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Roy Harris >> Importance of the Bridge...


3/27/12 4:11 AM
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Roy Harris
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The bridge, in my opinion, is the most important fundamental movement in all of Jiu Jitsu / Grappling / Wrestling. Why do I think that way? Well, consider the following:

 

1. It is needed for most of your positional escapes.

2. It is needed when the shrimping / snaky move escapes won't work.

3. It is needed to create space.

4. It is sometimes needed to set up your shrimping movements.

5. It is one of three unstoppable movements.

6. It is needed for most of your submissions.

7. It is the most important movement for the health and development of your posterior chain.

8. When it is taught correctly, it develops the proper mindset.

 

Now, I know there are a handful of students / instructor who have thrown out the Upa / bridge and roll escape technique from the bottom of the mount. Hopefully, you're not one of them. Here's why I hope you're not one of them:

 

1. This technique lays a "mental foundation" for the most important movement in all of grappling.

2. This technique sets the tone for many of your "other" bridging techniques (i.e. the sprawl, the arm lock, the guillotine choke, the footlocker, etc…)

3. This technique will strengthen your posterior chain, if it is taught properly.

 

So, since many of you know HOW to perform the bridge and roll technique, allow me shed some light on WHEN you perform it. Let me tell it to you in a story:

 

Some time ago, in a far far away land, one of the brown belts in my association got the notion that the bridge and roll technique was no longer needed. He believed what others were telling him about this particular technique and he decided to teach this mindset to his students. I caught wind of this and decided to give this instructor an experience he would never forget.

 

At the end of the instruction, I decided to roll with a bunch of students. When it was this instructor's turn to roll with me, I made sure to let him pass my guard, side mount and then mount on top of me. As soon as he mounted, I positioned myself precisely where I needed to be and then waited for the specific position and pressure needed to execute the bridge and roll technique. When they presented themselves, I bridged and roll this instructor off of me. Long story short, the instructor was disappointed with his performance.

 

We kept rolling. I allowed him to mount on top of me again. Again, I waited until the position and pressure presented itself, and then I rolled him off of me with ease. The instructor was now "frustrated."

 

Continued...

3/27/12 4:12 AM
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Roy Harris
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We kept rolling. I allowed him to mount on top of me again and again. I bridged and rolled him six times in a row. I wanted him to get the message. At first, he didn't get the message - because he thought the bridge and roll technique was a worthless technique and because he punched the mat in frustration on my sixth bridge and roll escape.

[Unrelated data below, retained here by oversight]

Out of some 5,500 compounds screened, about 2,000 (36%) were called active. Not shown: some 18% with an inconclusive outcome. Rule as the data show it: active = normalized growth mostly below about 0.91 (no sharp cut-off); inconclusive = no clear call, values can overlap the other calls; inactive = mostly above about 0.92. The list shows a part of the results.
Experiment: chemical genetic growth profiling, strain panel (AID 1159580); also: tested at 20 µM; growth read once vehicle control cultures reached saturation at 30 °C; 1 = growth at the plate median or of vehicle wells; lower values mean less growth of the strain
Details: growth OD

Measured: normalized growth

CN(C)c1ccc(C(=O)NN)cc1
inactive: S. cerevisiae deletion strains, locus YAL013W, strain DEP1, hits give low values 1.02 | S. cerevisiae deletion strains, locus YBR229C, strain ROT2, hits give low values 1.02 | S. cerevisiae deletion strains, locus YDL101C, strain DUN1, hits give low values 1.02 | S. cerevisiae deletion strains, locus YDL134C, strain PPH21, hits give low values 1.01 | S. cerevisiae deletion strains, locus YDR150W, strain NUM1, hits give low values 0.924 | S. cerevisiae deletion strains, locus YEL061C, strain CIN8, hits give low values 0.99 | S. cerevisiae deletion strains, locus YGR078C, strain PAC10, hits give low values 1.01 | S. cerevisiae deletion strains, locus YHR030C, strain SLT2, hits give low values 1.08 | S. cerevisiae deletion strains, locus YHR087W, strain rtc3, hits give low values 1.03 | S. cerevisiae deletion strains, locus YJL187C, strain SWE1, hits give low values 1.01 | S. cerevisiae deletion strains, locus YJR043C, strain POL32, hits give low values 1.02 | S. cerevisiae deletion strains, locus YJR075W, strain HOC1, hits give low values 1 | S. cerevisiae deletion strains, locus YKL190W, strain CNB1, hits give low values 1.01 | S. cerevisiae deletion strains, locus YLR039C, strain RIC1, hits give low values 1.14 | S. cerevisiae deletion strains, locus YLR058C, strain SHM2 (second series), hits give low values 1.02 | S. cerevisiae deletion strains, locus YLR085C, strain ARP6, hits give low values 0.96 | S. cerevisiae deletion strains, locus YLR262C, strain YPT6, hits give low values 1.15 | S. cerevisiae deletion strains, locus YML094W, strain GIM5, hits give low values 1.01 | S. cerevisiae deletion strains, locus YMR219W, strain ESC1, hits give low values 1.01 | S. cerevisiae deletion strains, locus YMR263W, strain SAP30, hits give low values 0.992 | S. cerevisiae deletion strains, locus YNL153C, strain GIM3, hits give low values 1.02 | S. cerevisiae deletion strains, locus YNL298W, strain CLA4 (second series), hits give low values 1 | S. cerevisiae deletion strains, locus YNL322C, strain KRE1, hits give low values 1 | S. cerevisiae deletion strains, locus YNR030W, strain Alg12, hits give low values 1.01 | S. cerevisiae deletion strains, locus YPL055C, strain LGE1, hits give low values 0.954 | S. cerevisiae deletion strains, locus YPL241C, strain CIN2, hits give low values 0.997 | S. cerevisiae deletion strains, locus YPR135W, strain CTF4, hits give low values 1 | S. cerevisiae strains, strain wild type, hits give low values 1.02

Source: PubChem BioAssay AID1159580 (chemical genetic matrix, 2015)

When we finished rolling, I shook his hand firmly and told him, "Don't forget to train your basics. Neither you nor I are above the basics. Keep training your basics!"

 

I am proud to say he finally got the message  :-)

 

So, WHEN is the appropriate time to bridge and roll someone? Here are the conditions that you need to make this simple technique work:

 

1. Their knees need to be touching, preferably squeezing against, your ribs.

2. Their weight needs to be driving forward just a little bit.

3. One of their arms needs to be fully committed to your head, neck, shoulder or arm.

 

WHEN all three conditions are met, you can easily bridge and roll someone off of you who is unsuspecting. 

 

Of course, this is not something a beginning level student can do against an experienced level practitioner - because it requires a higher level of awareness and timing (something most beginning level students don't possess). However, it is something an experienced level practitioner can do against another experienced level practitioner - I know because I have used this technique against a ton of experienced people, on three different continents.

 

Now, I can hear some of you saying, "Yeah, but what if I don't commit my weight or my arms. How will you escape then?" 

 

My response: "I will use a different, and more appropriate technique. For you see, knowing HOW to do a technique is the stuff of beginning level students. Knowing WHEN to perform a technique is the stuff of intermediate level students. And, since I have been an intermediate level student for a little over a decade now, I know a little about the topic of WHEN. So, if your arm is not committed and your weight is held back, there are two "other" more appropriate techniques ;-)

 

So, for all you intermediate level students, I hope I have given you some food for thought. I hope you run with this and make it your own!

 

Good training to you,

 

Roy Harris

www.royharris.com


3/27/12 7:13 AM
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beauregard
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Excellent article Mr. Harris, especially the "when" part. Thank you.
1/17/13 4:48 AM
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Sebastiaan
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Going to start practicing bridge/roll again. Thx.
3/1/13 7:56 PM
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Roy Harris
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Thanks!


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